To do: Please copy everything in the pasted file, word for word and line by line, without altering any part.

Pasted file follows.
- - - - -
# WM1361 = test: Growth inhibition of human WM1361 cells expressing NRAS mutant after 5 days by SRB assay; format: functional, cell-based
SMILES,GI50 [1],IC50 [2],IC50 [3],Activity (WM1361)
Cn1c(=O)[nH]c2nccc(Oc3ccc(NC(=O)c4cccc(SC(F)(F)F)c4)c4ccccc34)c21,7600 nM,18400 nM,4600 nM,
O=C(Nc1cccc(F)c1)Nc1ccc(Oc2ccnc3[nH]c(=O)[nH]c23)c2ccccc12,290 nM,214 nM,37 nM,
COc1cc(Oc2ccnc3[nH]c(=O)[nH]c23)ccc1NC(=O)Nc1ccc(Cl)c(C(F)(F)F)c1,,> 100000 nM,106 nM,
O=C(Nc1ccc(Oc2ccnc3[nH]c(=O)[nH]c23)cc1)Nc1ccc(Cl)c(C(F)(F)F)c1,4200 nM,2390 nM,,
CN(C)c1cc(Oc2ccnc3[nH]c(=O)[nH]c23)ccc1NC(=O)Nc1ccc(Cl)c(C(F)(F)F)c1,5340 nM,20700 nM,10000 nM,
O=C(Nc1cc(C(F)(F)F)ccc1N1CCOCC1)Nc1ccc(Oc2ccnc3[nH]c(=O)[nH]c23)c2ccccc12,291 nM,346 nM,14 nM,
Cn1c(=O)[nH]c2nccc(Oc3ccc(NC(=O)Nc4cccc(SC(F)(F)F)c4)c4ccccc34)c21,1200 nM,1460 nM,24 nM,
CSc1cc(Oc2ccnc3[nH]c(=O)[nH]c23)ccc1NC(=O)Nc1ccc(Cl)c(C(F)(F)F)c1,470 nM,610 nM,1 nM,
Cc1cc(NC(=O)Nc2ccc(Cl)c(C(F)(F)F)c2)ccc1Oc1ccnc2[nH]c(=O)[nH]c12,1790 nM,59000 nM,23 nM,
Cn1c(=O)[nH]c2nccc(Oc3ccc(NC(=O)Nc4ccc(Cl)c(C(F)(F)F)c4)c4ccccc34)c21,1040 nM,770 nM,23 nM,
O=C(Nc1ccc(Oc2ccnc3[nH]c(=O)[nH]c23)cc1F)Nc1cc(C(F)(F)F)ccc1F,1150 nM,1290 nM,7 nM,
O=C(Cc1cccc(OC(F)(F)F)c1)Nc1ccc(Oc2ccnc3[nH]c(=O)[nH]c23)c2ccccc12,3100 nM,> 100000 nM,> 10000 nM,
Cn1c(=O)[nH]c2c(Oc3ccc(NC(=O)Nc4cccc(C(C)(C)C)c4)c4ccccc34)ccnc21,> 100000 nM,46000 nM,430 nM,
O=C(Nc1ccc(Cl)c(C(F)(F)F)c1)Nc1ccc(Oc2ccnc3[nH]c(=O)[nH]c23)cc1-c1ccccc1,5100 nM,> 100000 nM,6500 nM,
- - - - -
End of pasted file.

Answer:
# WM1361 = test: Growth inhibition of human WM1361 cells expressing NRAS mutant after 5 days by SRB assay; format: functional, cell-based
SMILES,GI50 [1],IC50 [2],IC50 [3],Activity (WM1361)
Cn1c(=O)[nH]c2nccc(Oc3ccc(NC(=O)c4cccc(SC(F)(F)F)c4)c4ccccc34)c21,7600 nM,18400 nM,4600 nM,
O=C(Nc1cccc(F)c1)Nc1ccc(Oc2ccnc3[nH]c(=O)[nH]c23)c2ccccc12,290 nM,214 nM,37 nM,
COc1cc(Oc2ccnc3[nH]c(=O)[nH]c23)ccc1NC(=O)Nc1ccc(Cl)c(C(F)(F)F)c1,,> 100000 nM,106 nM,
O=C(Nc1ccc(Oc2ccnc3[nH]c(=O)[nH]c23)cc1)Nc1ccc(Cl)c(C(F)(F)F)c1,4200 nM,2390 nM,,
CN(C)c1cc(Oc2ccnc3[nH]c(=O)[nH]c23)ccc1NC(=O)Nc1ccc(Cl)c(C(F)(F)F)c1,5340 nM,20700 nM,10000 nM,
O=C(Nc1cc(C(F)(F)F)ccc1N1CCOCC1)Nc1ccc(Oc2ccnc3[nH]c(=O)[nH]c23)c2ccccc12,291 nM,346 nM,14 nM,
Cn1c(=O)[nH]c2nccc(Oc3ccc(NC(=O)Nc4cccc(SC(F)(F)F)c4)c4ccccc34)c21,1200 nM,1460 nM,24 nM,
CSc1cc(Oc2ccnc3[nH]c(=O)[nH]c23)ccc1NC(=O)Nc1ccc(Cl)c(C(F)(F)F)c1,470 nM,610 nM,1 nM,
Cc1cc(NC(=O)Nc2ccc(Cl)c(C(F)(F)F)c2)ccc1Oc1ccnc2[nH]c(=O)[nH]c12,1790 nM,59000 nM,23 nM,
Cn1c(=O)[nH]c2nccc(Oc3ccc(NC(=O)Nc4ccc(Cl)c(C(F)(F)F)c4)c4ccccc34)c21,1040 nM,770 nM,23 nM,
O=C(Nc1ccc(Oc2ccnc3[nH]c(=O)[nH]c23)cc1F)Nc1cc(C(F)(F)F)ccc1F,1150 nM,1290 nM,7 nM,
O=C(Cc1cccc(OC(F)(F)F)c1)Nc1ccc(Oc2ccnc3[nH]c(=O)[nH]c23)c2ccccc12,3100 nM,> 100000 nM,> 10000 nM,
Cn1c(=O)[nH]c2c(Oc3ccc(NC(=O)Nc4cccc(C(C)(C)C)c4)c4ccccc34)ccnc21,> 100000 nM,46000 nM,430 nM,
O=C(Nc1ccc(Cl)c(C(F)(F)F)c1)Nc1ccc(Oc2ccnc3[nH]c(=O)[nH]c23)cc1-c1ccccc1,5100 nM,> 100000 nM,6500 nM,